zdim zdim -3 years ago 79
Perl Question

Cannot load `Cwd` (and other, non-core, modules) at runtime

Imagine I want to load a module at runtime. I expected this to work

use warnings;
use strict;

eval {
require Cwd;
Cwd->import;
};
if ($@) { die "Can't load Cwd: $@" }

say "Dir: ", getcwd;


but it doesn't, per
Bareword "getcwd" not allowed ...
.

The Cwd exports
getcwd
by default. I tried giving the function name(s) to
import
and I tried with its other functions.
It works with the full name,
say Cwd::getcwd
, so I'd think that it isn't importing.

This works as attempted for a few other core modules that I tried, for example

use warnings;
use strict;

eval {
require List::Util;
List::Util->import('max');
};
if ($@) { die "Can't load List::Util: $@" }

my $max = max (1, 14, 3, 26, 2);
print "Max is $max\n";


NOTE added   Apparently, function calls with parenthesis give a clue to the compiler. However, in my opinion the question remains, please see EDIT at the end. In addition, a function like
first BLOCK LIST
from the module above does not work.




However, it does not work for a few (well established) non-core modules that I tried. Worse and more confusingly, it does not work even with the fully qualified names.

I can imagine that the symbol (function) used is not known at compile time if
require
is used at runtime, but it works for (other) core modules. I thought that this was a standard way to load at runtime.

If I need to use full names when loading dynamically then fine, but what is it with the inconsistency? And how do I load (and use) non-core modules at runtime?

I also tried with
Module::Load::Conditional
and it did not work.

What am I missing, and how does one load modules at runtime?   (Tried with
5.16
and
5.10.1
.)




EDIT

As noted by Matt Jacob, a call with parenthesis works,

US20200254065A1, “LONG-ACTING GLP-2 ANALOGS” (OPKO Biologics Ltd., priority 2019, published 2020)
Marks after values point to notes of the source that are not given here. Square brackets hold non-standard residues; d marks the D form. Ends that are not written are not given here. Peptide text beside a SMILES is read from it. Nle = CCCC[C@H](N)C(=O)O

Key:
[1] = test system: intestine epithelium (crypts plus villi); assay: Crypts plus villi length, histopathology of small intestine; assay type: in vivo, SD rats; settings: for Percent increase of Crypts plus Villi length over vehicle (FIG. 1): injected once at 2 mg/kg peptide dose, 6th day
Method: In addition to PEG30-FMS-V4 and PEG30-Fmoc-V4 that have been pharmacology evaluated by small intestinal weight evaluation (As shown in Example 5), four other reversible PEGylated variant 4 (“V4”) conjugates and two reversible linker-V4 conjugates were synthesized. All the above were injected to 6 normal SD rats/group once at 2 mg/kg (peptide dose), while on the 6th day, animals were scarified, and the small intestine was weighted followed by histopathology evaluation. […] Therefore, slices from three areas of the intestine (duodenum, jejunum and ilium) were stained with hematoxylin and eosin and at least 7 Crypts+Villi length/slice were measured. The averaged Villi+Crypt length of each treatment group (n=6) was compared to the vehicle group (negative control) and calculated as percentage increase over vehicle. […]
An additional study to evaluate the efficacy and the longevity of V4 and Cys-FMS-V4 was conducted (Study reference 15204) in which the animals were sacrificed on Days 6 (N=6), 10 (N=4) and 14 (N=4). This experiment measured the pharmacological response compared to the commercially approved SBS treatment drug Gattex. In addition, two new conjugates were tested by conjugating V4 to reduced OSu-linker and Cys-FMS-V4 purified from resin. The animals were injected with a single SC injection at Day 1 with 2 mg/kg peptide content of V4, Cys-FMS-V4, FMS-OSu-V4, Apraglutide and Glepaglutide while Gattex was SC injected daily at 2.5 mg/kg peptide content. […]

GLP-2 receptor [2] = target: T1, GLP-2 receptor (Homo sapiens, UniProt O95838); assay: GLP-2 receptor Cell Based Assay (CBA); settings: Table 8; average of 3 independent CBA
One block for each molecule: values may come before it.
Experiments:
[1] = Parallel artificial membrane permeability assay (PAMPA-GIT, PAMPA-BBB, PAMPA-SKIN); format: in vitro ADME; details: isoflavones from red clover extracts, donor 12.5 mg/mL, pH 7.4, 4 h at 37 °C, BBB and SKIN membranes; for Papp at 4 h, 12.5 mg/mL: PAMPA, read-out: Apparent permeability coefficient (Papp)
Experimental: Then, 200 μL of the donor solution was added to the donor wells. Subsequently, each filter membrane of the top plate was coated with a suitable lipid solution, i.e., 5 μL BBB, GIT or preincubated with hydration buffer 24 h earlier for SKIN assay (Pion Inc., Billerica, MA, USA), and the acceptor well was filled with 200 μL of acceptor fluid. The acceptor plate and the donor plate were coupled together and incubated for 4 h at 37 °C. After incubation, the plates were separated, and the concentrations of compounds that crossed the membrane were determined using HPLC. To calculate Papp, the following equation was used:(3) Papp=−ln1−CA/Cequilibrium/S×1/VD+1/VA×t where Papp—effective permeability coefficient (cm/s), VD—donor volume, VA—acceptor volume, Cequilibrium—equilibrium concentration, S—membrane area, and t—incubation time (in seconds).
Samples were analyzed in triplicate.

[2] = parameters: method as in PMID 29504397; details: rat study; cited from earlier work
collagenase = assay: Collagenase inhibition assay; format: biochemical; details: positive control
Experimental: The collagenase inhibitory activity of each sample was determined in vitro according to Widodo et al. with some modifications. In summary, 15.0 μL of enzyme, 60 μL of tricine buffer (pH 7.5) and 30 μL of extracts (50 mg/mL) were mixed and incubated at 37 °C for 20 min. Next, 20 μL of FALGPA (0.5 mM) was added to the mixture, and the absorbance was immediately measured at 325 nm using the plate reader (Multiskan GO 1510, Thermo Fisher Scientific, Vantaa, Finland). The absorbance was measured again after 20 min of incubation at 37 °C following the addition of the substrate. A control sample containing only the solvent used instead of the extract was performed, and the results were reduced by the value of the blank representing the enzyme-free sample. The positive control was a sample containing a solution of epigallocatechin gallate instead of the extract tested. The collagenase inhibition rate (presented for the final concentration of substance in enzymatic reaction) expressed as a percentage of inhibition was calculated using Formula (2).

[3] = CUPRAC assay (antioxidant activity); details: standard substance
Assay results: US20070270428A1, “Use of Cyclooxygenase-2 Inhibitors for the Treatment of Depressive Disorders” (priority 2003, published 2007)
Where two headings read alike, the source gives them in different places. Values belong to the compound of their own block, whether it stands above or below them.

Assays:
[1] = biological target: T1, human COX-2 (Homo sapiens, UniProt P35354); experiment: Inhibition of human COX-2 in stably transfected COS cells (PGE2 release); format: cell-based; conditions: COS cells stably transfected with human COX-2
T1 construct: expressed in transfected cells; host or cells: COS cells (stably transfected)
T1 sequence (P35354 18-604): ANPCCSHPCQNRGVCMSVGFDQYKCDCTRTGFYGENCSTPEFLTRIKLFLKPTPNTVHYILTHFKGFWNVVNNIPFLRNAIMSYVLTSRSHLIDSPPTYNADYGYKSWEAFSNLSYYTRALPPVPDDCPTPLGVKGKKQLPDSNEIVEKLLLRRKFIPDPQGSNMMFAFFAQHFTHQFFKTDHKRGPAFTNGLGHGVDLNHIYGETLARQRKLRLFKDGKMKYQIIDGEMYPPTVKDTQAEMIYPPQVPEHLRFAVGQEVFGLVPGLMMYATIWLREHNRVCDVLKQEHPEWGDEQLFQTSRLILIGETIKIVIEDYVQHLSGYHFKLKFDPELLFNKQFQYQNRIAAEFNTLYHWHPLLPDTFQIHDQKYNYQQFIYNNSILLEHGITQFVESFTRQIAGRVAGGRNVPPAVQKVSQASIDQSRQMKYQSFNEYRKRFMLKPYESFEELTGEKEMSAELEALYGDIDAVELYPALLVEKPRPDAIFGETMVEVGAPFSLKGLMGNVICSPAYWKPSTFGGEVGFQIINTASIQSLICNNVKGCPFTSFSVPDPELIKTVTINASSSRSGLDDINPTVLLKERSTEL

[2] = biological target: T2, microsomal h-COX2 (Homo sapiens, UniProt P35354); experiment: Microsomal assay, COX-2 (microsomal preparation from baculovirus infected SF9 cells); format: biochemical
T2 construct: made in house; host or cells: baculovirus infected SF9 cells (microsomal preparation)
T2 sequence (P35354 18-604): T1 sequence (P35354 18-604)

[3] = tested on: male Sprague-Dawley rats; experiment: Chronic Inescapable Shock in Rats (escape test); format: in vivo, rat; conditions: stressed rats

getcwd()
. However, given perlsub


NAME LIST;
# Parentheses optional if predeclared/imported.


this implies that the import didn't work and the question of why remains.

Besides, having to use varied syntax based on how the module is loaded is not good. Also, I cannot get non-core modules to work this way, specially the ones with syntax like List::MoreUtils has.

Answer Source

First, this has nothing to do with core vs. non-core modules. It happens when the parser has to guess whether a particular token is a function call.


eval {
    require Cwd; 
    Cwd->import;
};
if ($@) { die "Can't load Cwd: $@" }

say "Dir: ", getcwd;

At compile time, there is no getcwd in the main:: symbol table. Without any hints to indicate that it's a function (getcwd() or &getcwd), the parser has no way to know, and strict complains.


eval { 
    require List::Util; 
    List::Util->import('max');
};
if ($@) { die "Can't load List::Util: $@" }

my $max = max (1, 14, 3, 26, 2);

At compile time, there is no max in the main:: symbol table. However, since you call max with parentheses, the parser can guess that it's a function that will be defined later, so strict doesn't complain.

In both cases, the strict check happens before import is ever called.


List::MoreUtils is special because the functions use prototypes. Prototypes are ignored if the function definition is not visible at compile time. So, not only do you have to give the parser a hint that you're calling a function, you also have to call it differently since the prototype will be ignored:

use strict;
use warnings 'all';
use 5.010;

eval {
    require List::MoreUtils;
    List::MoreUtils->import('any')
};
die "Can't load List::MoreUtils: $@" if $@;

say 'found' if any( sub { $_ > 5 }, 1..9 );
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